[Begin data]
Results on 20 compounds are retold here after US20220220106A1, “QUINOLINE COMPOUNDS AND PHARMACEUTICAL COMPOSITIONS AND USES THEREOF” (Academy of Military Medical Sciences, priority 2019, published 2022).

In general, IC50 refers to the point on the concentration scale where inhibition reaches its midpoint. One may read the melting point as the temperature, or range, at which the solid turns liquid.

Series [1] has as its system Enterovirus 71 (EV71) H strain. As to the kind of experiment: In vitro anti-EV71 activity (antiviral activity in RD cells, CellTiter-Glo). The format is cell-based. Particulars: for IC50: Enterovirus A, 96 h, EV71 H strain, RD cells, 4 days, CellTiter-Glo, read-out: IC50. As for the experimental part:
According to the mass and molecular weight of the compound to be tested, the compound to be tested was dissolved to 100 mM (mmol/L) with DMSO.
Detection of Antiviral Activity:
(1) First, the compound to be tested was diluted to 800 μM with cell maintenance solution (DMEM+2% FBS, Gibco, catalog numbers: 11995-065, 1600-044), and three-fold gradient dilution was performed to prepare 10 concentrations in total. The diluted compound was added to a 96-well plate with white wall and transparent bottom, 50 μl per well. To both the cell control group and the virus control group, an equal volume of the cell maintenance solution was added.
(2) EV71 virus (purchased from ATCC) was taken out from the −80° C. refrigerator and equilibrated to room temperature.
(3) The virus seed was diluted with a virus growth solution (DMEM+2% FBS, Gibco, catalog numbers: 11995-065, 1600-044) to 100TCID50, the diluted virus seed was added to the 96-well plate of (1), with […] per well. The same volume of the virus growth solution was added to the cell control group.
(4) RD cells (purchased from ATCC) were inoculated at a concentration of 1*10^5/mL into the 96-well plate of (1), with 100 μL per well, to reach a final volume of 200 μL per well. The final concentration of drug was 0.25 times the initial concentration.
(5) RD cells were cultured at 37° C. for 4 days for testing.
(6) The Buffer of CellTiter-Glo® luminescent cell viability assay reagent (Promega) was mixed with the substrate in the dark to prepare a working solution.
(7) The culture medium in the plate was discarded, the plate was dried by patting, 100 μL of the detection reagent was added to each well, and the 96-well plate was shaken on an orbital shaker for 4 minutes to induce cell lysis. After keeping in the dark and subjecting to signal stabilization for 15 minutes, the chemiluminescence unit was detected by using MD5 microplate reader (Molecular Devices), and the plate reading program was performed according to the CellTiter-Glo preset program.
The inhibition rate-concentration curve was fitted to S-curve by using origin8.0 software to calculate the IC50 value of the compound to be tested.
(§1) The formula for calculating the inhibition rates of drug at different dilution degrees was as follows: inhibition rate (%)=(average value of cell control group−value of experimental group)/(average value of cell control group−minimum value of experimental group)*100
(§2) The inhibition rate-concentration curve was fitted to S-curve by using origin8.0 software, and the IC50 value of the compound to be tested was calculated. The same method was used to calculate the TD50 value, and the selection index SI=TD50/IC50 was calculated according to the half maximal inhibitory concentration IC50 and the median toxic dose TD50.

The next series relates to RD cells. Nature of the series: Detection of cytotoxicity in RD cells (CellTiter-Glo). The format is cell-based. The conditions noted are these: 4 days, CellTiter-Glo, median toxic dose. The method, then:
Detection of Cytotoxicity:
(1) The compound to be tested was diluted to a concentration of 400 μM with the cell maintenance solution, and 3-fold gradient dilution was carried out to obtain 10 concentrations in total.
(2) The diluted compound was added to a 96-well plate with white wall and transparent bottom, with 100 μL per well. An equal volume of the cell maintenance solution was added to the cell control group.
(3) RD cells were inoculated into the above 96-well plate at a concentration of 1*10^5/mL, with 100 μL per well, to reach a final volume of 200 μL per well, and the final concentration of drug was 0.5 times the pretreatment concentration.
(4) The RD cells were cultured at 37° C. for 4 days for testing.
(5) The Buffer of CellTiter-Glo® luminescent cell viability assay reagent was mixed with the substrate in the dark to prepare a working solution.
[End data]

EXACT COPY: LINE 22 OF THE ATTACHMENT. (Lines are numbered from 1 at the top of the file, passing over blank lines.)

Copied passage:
(5) The Buffer of CellTiter-Glo® luminescent cell viability assay reagent was mixed with the substrate in the dark to prepare a working solution.